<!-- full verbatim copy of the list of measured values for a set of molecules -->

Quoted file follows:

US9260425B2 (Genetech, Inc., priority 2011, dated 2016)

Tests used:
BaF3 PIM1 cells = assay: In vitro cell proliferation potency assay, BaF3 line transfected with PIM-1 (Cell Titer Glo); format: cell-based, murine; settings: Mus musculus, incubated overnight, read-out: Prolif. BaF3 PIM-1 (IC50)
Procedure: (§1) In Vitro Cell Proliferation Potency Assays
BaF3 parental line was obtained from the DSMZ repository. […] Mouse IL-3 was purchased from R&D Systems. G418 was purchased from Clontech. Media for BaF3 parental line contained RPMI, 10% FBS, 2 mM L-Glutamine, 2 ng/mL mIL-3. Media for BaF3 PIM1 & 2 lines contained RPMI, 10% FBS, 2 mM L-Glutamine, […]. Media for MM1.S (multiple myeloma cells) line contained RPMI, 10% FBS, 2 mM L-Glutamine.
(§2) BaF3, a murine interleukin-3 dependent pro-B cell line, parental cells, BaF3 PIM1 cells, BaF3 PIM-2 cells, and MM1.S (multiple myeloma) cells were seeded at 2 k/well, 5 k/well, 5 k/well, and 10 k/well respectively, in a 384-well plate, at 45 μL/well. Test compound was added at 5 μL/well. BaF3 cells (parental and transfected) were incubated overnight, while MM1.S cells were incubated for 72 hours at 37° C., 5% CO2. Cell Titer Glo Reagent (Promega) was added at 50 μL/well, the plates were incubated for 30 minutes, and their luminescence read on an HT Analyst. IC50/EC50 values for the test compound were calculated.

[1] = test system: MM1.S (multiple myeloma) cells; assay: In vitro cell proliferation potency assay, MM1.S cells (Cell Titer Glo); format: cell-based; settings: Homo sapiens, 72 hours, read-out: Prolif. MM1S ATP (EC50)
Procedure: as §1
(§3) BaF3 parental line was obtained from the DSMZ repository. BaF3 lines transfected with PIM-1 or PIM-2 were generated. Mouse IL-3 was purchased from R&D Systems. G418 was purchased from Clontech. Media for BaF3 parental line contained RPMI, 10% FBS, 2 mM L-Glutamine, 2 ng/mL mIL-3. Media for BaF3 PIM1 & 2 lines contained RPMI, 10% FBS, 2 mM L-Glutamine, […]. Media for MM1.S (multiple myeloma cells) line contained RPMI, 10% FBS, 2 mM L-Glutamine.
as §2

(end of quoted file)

US9260425B2 (Genetech, Inc., priority 2011, dated 2016)

Tests used:
BaF3 PIM1 cells = assay: In vitro cell proliferation potency assay, BaF3 line transfected with PIM-1 (Cell Titer Glo); format: cell-based, murine; settings: Mus musculus, incubated overnight, read-out: Prolif. BaF3 PIM-1 (IC50)
Procedure: (§1) In Vitro Cell Proliferation Potency Assays
BaF3 parental line was obtained from the DSMZ repository. […] Mouse IL-3 was purchased from R&D Systems. G418 was purchased from Clontech. Media for BaF3 parental line contained RPMI, 10% FBS, 2 mM L-Glutamine, 2 ng/mL mIL-3. Media for BaF3 PIM1 & 2 lines contained RPMI, 10% FBS, 2 mM L-Glutamine, […]. Media for MM1.S (multiple myeloma cells) line contained RPMI, 10% FBS, 2 mM L-Glutamine.
(§2) BaF3, a murine interleukin-3 dependent pro-B cell line, parental cells, BaF3 PIM1 cells, BaF3 PIM-2 cells, and MM1.S (multiple myeloma) cells were seeded at 2 k/well, 5 k/well, 5 k/well, and 10 k/well respectively, in a 384-well plate, at 45 μL/well. Test compound was added at 5 μL/well. BaF3 cells (parental and transfected) were incubated overnight, while MM1.S cells were incubated for 72 hours at 37° C., 5% CO2. Cell Titer Glo Reagent (Promega) was added at 50 μL/well, the plates were incubated for 30 minutes, and their luminescence read on an HT Analyst. IC50/EC50 values for the test compound were calculated.

[1] = test system: MM1.S (multiple myeloma) cells; assay: In vitro cell proliferation potency assay, MM1.S cells (Cell Titer Glo); format: cell-based; settings: Homo sapiens, 72 hours, read-out: Prolif. MM1S ATP (EC50)
Procedure: as §1
(§3) BaF3 parental line was obtained from the DSMZ repository. BaF3 lines transfected with PIM-1 or PIM-2 were generated. Mouse IL-3 was purchased from R&D Systems. G418 was purchased from Clontech. Media for BaF3 parental line contained RPMI, 10% FBS, 2 mM L-Glutamine, 2 ng/mL mIL-3. Media for BaF3 PIM1 & 2 lines contained RPMI, 10% FBS, 2 mM L-Glutamine, […]. Media for MM1.S (multiple myeloma cells) line contained RPMI, 10% FBS, 2 mM L-Glutamine.
as §2